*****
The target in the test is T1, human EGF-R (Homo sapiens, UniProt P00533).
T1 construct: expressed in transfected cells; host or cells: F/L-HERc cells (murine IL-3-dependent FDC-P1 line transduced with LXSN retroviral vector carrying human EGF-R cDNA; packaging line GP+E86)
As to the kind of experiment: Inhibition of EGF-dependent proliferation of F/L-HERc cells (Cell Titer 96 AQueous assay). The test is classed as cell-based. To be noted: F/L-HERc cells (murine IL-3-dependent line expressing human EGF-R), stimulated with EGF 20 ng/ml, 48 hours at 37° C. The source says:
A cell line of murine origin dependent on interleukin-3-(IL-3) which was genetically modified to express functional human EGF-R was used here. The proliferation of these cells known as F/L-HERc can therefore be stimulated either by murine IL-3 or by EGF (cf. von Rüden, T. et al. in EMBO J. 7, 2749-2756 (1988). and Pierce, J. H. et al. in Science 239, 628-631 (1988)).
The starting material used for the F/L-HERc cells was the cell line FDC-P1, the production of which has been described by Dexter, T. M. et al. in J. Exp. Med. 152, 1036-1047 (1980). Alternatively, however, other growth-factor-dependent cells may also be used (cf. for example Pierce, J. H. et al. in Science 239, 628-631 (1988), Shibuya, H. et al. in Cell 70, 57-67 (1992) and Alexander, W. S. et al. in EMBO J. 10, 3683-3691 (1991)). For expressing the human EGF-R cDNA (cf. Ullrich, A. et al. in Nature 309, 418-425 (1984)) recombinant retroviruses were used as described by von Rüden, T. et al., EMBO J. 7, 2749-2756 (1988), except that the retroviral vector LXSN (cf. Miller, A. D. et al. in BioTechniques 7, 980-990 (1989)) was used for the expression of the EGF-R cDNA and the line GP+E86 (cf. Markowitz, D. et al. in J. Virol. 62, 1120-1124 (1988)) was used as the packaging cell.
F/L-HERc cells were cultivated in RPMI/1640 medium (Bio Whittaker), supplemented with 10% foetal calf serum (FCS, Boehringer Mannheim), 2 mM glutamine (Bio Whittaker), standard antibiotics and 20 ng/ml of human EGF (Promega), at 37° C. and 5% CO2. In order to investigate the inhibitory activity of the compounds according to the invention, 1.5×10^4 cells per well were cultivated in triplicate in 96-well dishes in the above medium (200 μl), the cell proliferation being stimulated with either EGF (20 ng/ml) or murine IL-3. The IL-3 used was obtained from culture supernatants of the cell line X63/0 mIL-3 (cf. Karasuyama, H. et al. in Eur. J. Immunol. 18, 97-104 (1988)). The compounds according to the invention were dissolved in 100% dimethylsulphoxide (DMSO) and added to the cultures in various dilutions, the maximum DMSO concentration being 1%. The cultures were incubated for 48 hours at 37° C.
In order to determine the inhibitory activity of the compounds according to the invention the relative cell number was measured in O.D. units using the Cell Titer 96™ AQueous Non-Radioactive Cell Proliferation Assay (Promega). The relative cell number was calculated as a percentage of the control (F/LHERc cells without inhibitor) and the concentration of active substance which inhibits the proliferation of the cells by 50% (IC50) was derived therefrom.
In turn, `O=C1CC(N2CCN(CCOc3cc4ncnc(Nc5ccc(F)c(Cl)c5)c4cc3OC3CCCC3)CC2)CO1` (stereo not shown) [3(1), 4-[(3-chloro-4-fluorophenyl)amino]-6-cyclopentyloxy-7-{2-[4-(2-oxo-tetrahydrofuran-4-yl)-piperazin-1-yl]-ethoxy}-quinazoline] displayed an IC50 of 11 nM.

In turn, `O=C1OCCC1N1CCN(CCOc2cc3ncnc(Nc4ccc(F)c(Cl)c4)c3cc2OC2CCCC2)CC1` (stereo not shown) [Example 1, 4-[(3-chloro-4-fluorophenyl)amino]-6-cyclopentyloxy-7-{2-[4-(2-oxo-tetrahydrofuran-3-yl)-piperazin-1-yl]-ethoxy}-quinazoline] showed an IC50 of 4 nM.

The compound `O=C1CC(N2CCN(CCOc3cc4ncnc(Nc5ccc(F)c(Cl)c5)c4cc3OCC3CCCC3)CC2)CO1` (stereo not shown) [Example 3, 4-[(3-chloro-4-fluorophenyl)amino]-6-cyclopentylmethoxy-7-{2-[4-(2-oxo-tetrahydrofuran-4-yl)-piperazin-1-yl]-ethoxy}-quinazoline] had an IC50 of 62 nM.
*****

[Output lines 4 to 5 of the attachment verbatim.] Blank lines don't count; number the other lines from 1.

A cell line of murine origin dependent on interleukin-3-(IL-3) which was genetically modified to express functional human EGF-R was used here. The proliferation of these cells known as F/L-HERc can therefore be stimulated either by murine IL-3 or by EGF (cf. von Rüden, T. et al. in EMBO J. 7, 2749-2756 (1988). and Pierce, J. H. et al. in Science 239, 628-631 (1988)).
The starting material used for the F/L-HERc cells was the cell line FDC-P1, the production of which has been described by Dexter, T. M. et al. in J. Exp. Med. 152, 1036-1047 (1980). Alternatively, however, other growth-factor-dependent cells may also be used (cf. for example Pierce, J. H. et al. in Science 239, 628-631 (1988), Shibuya, H. et al. in Cell 70, 57-67 (1992) and Alexander, W. S. et al. in EMBO J. 10, 3683-3691 (1991)). For expressing the human EGF-R cDNA (cf. Ullrich, A. et al. in Nature 309, 418-425 (1984)) recombinant retroviruses were used as described by von Rüden, T. et al., EMBO J. 7, 2749-2756 (1988), except that the retroviral vector LXSN (cf. Miller, A. D. et al. in BioTechniques 7, 980-990 (1989)) was used for the expression of the EGF-R cDNA and the line GP+E86 (cf. Markowitz, D. et al. in J. Virol. 62, 1120-1124 (1988)) was used as the packaging cell.